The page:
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js-plugins

Build Status

Open Plugin Framework for Node.js

This module is an extension-point based framework for loading plugins, inspired by Eclipse plugin system.

The scenario can explain why this module is developed:

Developer A made an excellent text editor which can be installed using

npm install xedit -g

Developer B is a language expert and he invents a new language. He loves xedit so much that he wants to make a plugin for it. A few days later, he published a module called xedit-lang-x.

User simply use

npm install xedit -g
npm install xedit-lang--g

than, xedit automatically recognized language x.

How it works

Concepts

Host

host is the consumer of extension instances.

Plugin

A plugin is a library/module providing a few extensions for certain extension-points.

ExtensionPoint

extension-point is the abstract name indicating a feature/function can be extended by an extension. The names are application specific, and is used as a contract between host and extensions.

Extension

extension provides specific logic to extend the feature/function defined by extension-point and consumed by host. The logic is provided by registering a factory function which creates an instance of the extension to implement the logic (providing methods, fields according to certain contract).

ExtensionName

There can be multiple extensions associated with a single extension-point, and each extension is identified by a name which must be unique per one extension-point.

Example

In the scenario above, xedit scans and loads plugins. In this way, xedit is called host in this framework. And xedit-lang-x is a plugin. A host will require js-plugins to manage plugins, while a plugin doesn't require js-plugins but need a special section in package.json to describe what the plugin provides.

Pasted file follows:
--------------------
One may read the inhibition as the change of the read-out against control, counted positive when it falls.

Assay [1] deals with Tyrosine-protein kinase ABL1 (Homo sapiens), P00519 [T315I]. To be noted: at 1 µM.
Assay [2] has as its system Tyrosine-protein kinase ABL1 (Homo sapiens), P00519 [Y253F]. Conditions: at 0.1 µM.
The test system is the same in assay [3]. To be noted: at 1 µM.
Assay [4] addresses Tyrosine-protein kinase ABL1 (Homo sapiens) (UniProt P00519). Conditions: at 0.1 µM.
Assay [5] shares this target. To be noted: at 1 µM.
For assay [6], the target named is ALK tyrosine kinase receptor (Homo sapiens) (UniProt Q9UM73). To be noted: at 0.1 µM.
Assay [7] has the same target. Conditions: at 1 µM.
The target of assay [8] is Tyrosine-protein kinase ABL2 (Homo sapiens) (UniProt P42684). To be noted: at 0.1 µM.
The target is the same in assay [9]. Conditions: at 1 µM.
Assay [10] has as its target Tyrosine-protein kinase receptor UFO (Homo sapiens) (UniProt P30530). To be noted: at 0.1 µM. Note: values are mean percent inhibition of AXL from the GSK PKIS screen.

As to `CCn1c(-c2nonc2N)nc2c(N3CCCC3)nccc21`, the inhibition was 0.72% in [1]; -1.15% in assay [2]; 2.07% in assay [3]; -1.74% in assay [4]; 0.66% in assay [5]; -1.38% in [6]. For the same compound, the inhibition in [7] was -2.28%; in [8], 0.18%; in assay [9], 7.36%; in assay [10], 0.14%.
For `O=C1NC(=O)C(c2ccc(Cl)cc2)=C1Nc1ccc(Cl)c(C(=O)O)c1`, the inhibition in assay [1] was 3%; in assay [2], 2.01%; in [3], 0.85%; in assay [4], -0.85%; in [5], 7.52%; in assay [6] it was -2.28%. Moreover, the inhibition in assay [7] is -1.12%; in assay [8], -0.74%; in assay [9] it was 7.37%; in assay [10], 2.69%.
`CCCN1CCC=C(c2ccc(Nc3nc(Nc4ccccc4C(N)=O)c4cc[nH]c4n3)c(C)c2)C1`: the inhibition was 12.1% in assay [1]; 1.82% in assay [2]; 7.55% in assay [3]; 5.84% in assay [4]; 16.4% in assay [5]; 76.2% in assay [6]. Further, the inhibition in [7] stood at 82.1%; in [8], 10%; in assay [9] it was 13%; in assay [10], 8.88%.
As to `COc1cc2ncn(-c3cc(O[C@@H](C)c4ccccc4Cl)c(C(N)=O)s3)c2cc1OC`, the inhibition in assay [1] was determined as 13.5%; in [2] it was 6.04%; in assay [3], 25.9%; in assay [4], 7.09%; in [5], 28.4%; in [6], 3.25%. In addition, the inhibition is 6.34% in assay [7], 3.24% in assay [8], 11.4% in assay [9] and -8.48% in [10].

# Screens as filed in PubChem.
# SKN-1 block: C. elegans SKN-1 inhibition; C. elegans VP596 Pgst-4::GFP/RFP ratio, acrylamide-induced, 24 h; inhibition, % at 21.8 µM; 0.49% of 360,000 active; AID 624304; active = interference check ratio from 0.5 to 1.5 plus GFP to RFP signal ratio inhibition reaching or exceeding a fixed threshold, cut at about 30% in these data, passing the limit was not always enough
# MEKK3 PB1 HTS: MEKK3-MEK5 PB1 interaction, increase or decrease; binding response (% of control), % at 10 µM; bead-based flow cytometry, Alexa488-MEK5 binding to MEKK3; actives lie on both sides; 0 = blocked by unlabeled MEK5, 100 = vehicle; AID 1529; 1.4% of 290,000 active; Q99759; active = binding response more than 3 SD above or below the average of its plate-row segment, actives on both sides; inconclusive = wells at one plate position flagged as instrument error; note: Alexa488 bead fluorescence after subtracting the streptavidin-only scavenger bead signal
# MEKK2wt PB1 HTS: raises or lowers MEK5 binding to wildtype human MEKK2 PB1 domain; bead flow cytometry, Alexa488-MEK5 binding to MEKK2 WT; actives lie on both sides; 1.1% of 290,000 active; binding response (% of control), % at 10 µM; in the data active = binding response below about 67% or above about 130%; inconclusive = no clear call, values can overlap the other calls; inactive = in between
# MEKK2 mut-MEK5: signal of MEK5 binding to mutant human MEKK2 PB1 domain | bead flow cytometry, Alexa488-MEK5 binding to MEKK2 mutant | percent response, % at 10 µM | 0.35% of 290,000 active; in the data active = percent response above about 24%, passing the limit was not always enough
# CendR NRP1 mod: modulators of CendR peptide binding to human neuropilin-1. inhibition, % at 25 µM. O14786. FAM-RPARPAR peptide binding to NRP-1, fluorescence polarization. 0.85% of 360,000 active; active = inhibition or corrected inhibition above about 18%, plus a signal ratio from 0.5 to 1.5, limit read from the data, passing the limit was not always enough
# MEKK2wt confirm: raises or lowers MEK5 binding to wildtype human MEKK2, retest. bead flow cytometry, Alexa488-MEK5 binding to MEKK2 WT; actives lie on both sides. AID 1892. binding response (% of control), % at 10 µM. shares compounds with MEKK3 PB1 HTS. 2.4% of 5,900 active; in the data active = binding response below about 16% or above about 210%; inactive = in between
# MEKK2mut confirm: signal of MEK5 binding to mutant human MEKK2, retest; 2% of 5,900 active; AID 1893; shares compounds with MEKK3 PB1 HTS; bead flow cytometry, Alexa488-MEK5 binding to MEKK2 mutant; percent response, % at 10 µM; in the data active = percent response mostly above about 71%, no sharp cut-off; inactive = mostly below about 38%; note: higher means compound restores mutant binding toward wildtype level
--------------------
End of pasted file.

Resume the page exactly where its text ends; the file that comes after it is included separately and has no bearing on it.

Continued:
Here's an example what xedit-lang-x written in the package.json:

{
    "name": "xedit-lang-x",
    ...
    "extensions": {
        "xedit:language": {
            "x": "./lib/xedit-lang-plugin"
        }
    }
}

In the example above, section extensions defines what extensions are provided by this module. The key of the hash is the extension-point name, and the value is a dictionary mapping from extension names to factories.

There are two ways to specify the factory. As in the above example ./lib/xedit-lang-plugin specifies the javascript file which exports the factory function. Or a plain name without embedded / indicates index.js which exports the factory function.

The file ./lib/xedit-lang-plugin.js will exports a factory function:

...
 
module.exports = function() {
    return new ExtensionLangX();
}

Alternatively, the factory can be specified in a more detailed form:

{
    "name": "xedit-lang-x",
    ...
    "extensions": {
        "xedit:language": {
            "x": {
              "module": "./lib/xedit-lang-multi-plugin",
              "object": "langx"
            }
        }
    }
}

The above example specifies a javascript module which is interpreted the same way described above except the module exports a dictionary instead of a function, and use object to specify the key in the dictionary to retrieve the factory function.

In this case, the file ./lib/xedit-lang-multi-plugin.js will exports an dictionary:

...
module.exports = {
    "langx": function() { return new ExtensionLangX(); },